A voluntary water test performed on our Cochran campus on March 23, 2016 indicated that water in four buildings on campus—Anderson Hall, Gateway Hall, Georgia Hall, and Knights Hall—had levels of lead above the Environmental Protection Agency (EPA) “Action level” of 15 parts per billion. We ordered the voluntary test because past water tests on the Cochran campus have intermittently shown slightly elevated levels of lead in various locations around campus.

Of our five campuses, Cochran is the only campus served by its own water system. Every six months, we test the Cochran Campus water system for the presence of lead. The other campuses are connected to city water systems, which do their own testing. If lead concentration is higher than a certain amount, we must take steps to lower it and promptly notify consumers.

Tests conducted in December 2014, after students had finished the Fall semester, follow-up tests in March 2015, and voluntary tests conducted last week all indicated slightly elevated levels of lead in some buildings on the Cochran Campus. While we posted some information on the university website as early as Spring 2015, further updates, posters and notification to students, faculty, and staff on the Cochran Campus are necessary.


MGA has developed and is implementing both short-term and long-term solutions, including:

  • From the moment we learned of the situation, we have been working with the Georgia Environmental Protection Division (GA EPD), the Georgia Rural Water Association (GRWA), water systems engineers from Carter and Sloope, and experts at JandT Environmental Services to evaluate the current quality of our water and implement best practices to improve it.
  • Starting last week, we placed posters on lead in drinking water in high traffic areas on the Cochran Campus and are providing all students, faculty, and staff with additional information via email and online at www.mga.edu/water.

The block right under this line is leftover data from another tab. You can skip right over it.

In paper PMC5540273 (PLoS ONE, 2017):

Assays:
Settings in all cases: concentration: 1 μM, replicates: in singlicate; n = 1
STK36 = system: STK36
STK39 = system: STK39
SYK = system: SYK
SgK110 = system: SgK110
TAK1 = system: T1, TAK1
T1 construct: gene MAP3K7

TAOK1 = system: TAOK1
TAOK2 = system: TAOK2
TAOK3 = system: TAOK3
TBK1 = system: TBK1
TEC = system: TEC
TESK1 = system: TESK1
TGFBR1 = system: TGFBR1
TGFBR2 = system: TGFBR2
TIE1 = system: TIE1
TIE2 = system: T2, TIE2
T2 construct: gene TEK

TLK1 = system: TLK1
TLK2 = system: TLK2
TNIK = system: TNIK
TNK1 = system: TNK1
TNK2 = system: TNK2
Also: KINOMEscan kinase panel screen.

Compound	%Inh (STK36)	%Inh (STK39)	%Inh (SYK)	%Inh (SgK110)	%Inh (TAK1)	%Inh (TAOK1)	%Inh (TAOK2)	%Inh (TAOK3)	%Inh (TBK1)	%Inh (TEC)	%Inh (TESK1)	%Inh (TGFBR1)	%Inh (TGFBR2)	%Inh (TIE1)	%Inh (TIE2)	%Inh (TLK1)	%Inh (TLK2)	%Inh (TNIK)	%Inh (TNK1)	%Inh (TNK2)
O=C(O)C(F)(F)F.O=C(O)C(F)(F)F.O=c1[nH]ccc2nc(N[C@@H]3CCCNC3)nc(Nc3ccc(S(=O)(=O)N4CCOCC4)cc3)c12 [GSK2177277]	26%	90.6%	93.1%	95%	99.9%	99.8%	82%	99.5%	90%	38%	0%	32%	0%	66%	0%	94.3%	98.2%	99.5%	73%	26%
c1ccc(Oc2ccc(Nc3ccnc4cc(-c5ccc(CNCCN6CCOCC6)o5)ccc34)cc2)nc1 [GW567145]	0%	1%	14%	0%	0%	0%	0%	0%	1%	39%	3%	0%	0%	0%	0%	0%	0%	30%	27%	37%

• We are disabling water fountains or installing filters on water fountains in affected buildings.
  • We have secured an alternate source of water for food preparation in Georgia Hall, and are using disposable plates, cups, and cutlery until the situation is resolved.
  • Until levels return to below the EPA threshold, bottled water is available for all students, faculty, staff, and visitors at the Cochran Campus.
  • President Blake ordered an audit of the university procedures involved in monitoring water quality and informing the campus community about health and safety issues. The results of that audit will lead to swift action to address any personnel or process shortcomings.
  • External consultants will continue to test and monitor the quality of our drinking water above and beyond EPA and EPD requirements.
  • Effective immediately, we will begin treating the water on the Cochran Campus as part of a corrosion control plan in coordination with external consultants and the Georgia Environmental Protection Division.


Water is available in Georgia Hall from 8am to 5pm and in the Wellness Center from 8am to 8pm. In addition, water will be delivered to residents of the affected buildings.


Assistant VP for Facilities, David Sims, at 478-934-3000 or